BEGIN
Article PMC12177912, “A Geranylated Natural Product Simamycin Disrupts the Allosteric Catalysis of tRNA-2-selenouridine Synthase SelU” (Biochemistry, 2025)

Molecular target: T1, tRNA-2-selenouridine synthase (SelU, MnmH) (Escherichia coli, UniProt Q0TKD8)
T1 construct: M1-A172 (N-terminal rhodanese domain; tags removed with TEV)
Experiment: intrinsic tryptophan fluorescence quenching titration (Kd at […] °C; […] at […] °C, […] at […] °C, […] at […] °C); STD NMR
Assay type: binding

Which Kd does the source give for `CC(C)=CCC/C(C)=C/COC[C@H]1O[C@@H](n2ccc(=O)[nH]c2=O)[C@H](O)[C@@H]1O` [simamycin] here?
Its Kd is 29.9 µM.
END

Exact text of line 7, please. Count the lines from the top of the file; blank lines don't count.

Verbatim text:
Its Kd is 29.9 µM.